His team held a meeting with Gram Panchayat officers including Ward Members, Panchayat Secretary and Village Sarpanch regarding numerous initiatives of the Central and State governments and sought their active involvement in making village residents aware of various schemes meant for the welfare of marginalised communities like SC, ST, OBC and minorities including schemes like Kalyana Lakshmi/Shaadi Mubarak, Overseas Scholarship Scheme, pre & post-metric scholarships, Self-Employment programmes linked with the Banks’ financial support and vocational training programmes etc.
The team included Dr. S Abdul Thaha, Assistant Professor, ACSSEIP. Dr. K. M. Ziyauddin, Assistant Professor, Dept. of Sociology, Dr. Mohasina Anjum Ansari, Research Assistant and several Research Scholars.
“Many villagers don’t even know about the schemes. If some know about them, they think they cannot avail them, as they think they are not for them. Many don’t have connectivity of internet. They don’t know where to get the form, and where to apply, so they have given up. Most of them are labourers and farmers,” said Prof. Afroz.
His team identified 10 schemes each of the central and state governments, asked the villagers if they know about them or not. “If they don’t, we are making them aware about them and telling them they are eligible for them. Those who are ready with documents, we are instantly getting it filled. We have sent those forms to concerned departments on our own,” he added. .
He said that CSSEIP will prepare local inclusive volunteers.
“Our centre is trying to train a few vigilant volunteers from the village itself so that even if we leave the area they shall constantly be sending information and all the things. I am trying to liaison with the state government agencies so that their secretaries should go to the camps and directly listen to the problems of the people. Let the government come to the doorsteps of the people,” he said.
“Idea is that if we can have a model village that is literate in terms of policies and schemes, not only knowing about it but also availing it,” said Prof. Afroz.
When asked about the response of the villagers, Prof. Afroz said: “It is really immense. I had never thought of that. The enthusiasm of the people is huge. The people thought that we are their saviours. It was clear from the way they received us. They looked more energetic than us. They posed confidence in us that we can do something. If your target is enthusiastic, you can’t be lazy. Hundreds of people visited our camps in the two days.”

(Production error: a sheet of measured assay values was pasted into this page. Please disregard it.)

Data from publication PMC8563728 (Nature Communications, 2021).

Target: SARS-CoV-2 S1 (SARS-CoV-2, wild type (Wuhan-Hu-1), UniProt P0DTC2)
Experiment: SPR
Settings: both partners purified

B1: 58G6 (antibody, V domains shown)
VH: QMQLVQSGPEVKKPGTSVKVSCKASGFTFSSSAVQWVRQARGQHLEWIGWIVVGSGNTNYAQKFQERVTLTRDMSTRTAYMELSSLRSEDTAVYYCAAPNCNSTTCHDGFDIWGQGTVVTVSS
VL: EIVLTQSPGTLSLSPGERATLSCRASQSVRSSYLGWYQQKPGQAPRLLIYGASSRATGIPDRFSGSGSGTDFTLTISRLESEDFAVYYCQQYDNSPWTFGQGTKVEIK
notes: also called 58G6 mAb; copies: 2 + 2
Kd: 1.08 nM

Will you adopt more villages?
“Until we are able to identify some achievements, we will not expand it. We have a plan to expand it across the country. But first we want to experiment it at one village. We should be first honest in creating a model village. Once we are ready with the model, we can replicate it at other places. We also have a plan to expand it in slum areas,” he said.
Meanwhile, Telangana Home Minister Mahmood Ali visited MANUU campus in Hyderabad on Friday. Prof. Afroz and other faculty members from CSSEIP explained to him their research and extension activities for the marginalised groups and explored the possibility of partnership with the state government. They got assurance of support from the minister.
Prof. Afroz concludes: “My idea is that learning cannot be confined within the four walls. My point is reaching to those who are not able to reach the classrooms. I want to reach them. My whole task is letting them be aware. If they become conscious about who they are, tomorrow they will work for themselves.”
MANUU is a Central University established in 1998 by an act of Parliament.